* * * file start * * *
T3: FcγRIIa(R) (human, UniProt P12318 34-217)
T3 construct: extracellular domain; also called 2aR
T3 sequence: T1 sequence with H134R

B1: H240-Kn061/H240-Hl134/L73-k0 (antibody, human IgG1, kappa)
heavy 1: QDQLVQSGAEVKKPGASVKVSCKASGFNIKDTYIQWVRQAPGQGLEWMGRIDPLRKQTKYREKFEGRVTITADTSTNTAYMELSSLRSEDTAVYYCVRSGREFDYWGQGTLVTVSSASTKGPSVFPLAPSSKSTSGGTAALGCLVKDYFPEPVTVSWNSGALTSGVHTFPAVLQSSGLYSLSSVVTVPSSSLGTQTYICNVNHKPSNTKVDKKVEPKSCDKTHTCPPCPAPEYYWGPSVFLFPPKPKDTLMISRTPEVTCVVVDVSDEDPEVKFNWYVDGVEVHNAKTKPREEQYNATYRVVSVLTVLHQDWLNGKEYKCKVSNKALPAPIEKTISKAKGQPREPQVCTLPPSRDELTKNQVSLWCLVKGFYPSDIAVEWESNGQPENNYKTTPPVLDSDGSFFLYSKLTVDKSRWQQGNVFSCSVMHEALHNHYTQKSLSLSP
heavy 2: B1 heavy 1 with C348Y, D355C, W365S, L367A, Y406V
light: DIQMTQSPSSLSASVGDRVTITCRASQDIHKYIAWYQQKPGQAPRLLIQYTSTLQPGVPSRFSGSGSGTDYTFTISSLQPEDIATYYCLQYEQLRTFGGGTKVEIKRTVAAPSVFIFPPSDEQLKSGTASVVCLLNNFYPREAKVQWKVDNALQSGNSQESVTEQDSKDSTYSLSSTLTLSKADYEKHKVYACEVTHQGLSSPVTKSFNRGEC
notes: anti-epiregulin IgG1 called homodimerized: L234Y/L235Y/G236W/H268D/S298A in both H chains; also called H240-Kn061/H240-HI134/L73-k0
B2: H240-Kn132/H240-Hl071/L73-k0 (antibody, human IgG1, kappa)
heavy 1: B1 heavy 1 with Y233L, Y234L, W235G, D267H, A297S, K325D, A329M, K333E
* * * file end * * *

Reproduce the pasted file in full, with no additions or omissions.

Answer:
T3: FcγRIIa(R) (human, UniProt P12318 34-217)
T3 construct: extracellular domain; also called 2aR
T3 sequence: T1 sequence with H134R

B1: H240-Kn061/H240-Hl134/L73-k0 (antibody, human IgG1, kappa)
heavy 1: QDQLVQSGAEVKKPGASVKVSCKASGFNIKDTYIQWVRQAPGQGLEWMGRIDPLRKQTKYREKFEGRVTITADTSTNTAYMELSSLRSEDTAVYYCVRSGREFDYWGQGTLVTVSSASTKGPSVFPLAPSSKSTSGGTAALGCLVKDYFPEPVTVSWNSGALTSGVHTFPAVLQSSGLYSLSSVVTVPSSSLGTQTYICNVNHKPSNTKVDKKVEPKSCDKTHTCPPCPAPEYYWGPSVFLFPPKPKDTLMISRTPEVTCVVVDVSDEDPEVKFNWYVDGVEVHNAKTKPREEQYNATYRVVSVLTVLHQDWLNGKEYKCKVSNKALPAPIEKTISKAKGQPREPQVCTLPPSRDELTKNQVSLWCLVKGFYPSDIAVEWESNGQPENNYKTTPPVLDSDGSFFLYSKLTVDKSRWQQGNVFSCSVMHEALHNHYTQKSLSLSP
heavy 2: B1 heavy 1 with C348Y, D355C, W365S, L367A, Y406V
light: DIQMTQSPSSLSASVGDRVTITCRASQDIHKYIAWYQQKPGQAPRLLIQYTSTLQPGVPSRFSGSGSGTDYTFTISSLQPEDIATYYCLQYEQLRTFGGGTKVEIKRTVAAPSVFIFPPSDEQLKSGTASVVCLLNNFYPREAKVQWKVDNALQSGNSQESVTEQDSKDSTYSLSSTLTLSKADYEKHKVYACEVTHQGLSSPVTKSFNRGEC
notes: anti-epiregulin IgG1 called homodimerized: L234Y/L235Y/G236W/H268D/S298A in both H chains; also called H240-Kn061/H240-HI134/L73-k0
B2: H240-Kn132/H240-Hl071/L73-k0 (antibody, human IgG1, kappa)
heavy 1: B1 heavy 1 with Y233L, Y234L, W235G, D267H, A297S, K325D, A329M, K333E